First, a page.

• For more conservative researchers, the authoring process could be the same, i.e. following a linear structure, and the authoring environment would automatically propose types of rhetorical roles for the publication's paragraphs (again, depending on a chosen domain). While this scenario is more complex, it could bring an interesting novelty to the authoring process, as the environment could , on-demand, re-shape the entire publication based on the rhetorical structure. This would give Alice the opportunity to examine the argumentative thread both from the linear and from the rhetorical perspective. Additionally, as in the previous scenario, the rhetorical structure would be explicit and easy to mine, retrieve and browse.

Acknowledgements and Reference:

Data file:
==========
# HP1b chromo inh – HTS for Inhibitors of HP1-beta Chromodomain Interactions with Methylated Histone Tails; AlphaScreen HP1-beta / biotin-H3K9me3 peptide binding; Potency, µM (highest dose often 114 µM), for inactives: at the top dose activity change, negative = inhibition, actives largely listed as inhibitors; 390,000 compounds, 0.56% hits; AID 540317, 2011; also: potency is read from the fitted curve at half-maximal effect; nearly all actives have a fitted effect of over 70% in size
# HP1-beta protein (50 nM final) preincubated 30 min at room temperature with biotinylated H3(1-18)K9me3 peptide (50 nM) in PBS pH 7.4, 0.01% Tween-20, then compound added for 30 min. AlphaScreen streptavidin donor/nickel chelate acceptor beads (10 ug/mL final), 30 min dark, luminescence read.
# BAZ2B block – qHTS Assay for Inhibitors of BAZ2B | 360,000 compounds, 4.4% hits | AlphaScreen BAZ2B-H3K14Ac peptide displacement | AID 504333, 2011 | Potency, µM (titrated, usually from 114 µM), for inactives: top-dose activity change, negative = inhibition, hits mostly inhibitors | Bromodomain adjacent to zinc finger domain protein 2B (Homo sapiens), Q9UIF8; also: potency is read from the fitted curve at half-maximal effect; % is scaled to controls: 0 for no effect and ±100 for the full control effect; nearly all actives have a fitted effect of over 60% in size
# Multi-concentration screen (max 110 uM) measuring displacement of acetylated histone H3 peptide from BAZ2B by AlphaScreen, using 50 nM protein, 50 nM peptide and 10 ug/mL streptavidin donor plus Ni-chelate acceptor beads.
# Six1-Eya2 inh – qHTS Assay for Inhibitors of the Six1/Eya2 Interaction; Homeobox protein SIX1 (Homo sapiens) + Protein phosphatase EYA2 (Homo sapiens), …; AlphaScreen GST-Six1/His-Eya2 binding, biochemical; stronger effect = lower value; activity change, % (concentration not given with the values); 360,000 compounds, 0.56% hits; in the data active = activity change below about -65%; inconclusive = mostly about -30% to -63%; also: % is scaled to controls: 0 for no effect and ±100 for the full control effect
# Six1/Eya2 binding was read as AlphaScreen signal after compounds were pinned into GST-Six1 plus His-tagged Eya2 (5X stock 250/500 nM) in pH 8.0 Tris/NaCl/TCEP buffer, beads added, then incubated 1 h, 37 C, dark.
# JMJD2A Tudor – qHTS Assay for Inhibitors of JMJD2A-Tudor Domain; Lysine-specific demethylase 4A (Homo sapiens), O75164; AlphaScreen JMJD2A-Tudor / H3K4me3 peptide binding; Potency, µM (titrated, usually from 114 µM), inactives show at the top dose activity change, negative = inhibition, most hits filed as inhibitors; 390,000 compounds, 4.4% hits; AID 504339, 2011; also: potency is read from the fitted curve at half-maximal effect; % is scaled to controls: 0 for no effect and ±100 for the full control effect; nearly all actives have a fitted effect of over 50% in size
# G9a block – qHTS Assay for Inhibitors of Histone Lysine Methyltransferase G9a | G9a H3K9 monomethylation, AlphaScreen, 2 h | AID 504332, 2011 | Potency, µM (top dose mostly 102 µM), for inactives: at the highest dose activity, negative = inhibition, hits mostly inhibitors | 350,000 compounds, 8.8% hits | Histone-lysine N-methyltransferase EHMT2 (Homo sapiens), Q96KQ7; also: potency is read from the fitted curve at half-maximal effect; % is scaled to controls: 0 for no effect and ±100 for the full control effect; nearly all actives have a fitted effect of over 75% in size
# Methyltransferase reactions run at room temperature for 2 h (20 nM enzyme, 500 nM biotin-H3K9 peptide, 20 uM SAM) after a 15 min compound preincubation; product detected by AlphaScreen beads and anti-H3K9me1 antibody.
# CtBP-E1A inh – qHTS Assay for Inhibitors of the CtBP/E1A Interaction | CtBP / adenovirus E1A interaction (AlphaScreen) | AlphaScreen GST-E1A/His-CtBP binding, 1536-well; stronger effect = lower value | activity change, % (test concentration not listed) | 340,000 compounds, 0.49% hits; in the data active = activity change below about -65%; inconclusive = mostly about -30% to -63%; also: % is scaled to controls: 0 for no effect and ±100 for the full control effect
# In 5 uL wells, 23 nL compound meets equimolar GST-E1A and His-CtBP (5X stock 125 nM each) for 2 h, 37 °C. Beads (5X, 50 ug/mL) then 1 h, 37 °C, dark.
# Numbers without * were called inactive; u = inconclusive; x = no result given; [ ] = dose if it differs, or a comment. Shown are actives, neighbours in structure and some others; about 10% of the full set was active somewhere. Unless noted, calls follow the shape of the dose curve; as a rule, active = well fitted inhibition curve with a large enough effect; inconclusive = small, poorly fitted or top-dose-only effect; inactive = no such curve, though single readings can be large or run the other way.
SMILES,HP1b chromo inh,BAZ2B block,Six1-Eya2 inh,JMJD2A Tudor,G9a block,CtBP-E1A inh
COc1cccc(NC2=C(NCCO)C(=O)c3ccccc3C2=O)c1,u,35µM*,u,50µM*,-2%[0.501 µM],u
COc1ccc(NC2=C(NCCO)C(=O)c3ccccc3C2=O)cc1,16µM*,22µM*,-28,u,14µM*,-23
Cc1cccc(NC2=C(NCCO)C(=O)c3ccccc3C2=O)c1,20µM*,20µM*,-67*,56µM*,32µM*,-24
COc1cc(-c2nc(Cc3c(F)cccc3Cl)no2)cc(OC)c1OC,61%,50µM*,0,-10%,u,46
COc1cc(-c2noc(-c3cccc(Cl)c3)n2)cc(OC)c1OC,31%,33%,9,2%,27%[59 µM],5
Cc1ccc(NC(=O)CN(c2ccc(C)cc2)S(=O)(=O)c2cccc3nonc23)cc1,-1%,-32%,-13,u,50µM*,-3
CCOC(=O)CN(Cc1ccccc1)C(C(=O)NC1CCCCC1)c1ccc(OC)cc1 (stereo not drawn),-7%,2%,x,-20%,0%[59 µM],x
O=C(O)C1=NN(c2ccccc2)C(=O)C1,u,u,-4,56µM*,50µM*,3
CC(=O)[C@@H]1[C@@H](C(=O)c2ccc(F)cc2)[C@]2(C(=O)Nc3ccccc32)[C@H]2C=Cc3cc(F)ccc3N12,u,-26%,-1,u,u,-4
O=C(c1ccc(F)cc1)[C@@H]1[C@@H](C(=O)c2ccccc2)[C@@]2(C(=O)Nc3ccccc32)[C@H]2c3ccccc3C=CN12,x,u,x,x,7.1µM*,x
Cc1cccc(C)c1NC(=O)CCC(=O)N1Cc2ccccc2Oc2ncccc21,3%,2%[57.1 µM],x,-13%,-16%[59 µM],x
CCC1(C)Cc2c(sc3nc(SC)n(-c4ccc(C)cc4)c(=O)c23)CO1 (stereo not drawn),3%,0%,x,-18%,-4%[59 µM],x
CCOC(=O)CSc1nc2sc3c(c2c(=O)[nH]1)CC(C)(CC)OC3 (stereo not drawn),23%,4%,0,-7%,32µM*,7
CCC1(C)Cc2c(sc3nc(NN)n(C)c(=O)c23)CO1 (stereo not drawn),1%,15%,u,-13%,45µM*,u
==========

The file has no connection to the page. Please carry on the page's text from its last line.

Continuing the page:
The Use Case reuses to a large extent content from three publications:

  • Anita de Waard and Gerard Tel. The ABCDE Format. Enabling Semantic Conference Proceedings. In Proc. of Sem Wiki 2006 at ESWC 2006
  • Tudor Groza, Siegfried Handschuh, Tim Clark, Simon Buckingham Shum and Anita de Waard. A Short Survey of Discourse Representation Models. In Proc. of the SWASD Workshop at ISWC 2009
  • Tudor Groza, Alexander Schutz, Siegfried Handschuh. SALT: A Semantic Approach For Generating Document Representations. In Proc. of ACM DocEng 2007.

End Notes

[1] There can obviously exist additional categories, or the ones that we have mentioned could have been divided in a different manner. Nevertheless, for the sake of our argumentation, these four categories are sufficient.

[2] We consider three out of the four contexts, by assuming that the second context is a pure administrative one, including for example, budgeting, creating / filling / distributing all kinds of administrative forms, etc.

[3] As a remark, we are not advocating against reading, but pointing out that if one requires a specific information, then reading an entire set of publications is not really feasible.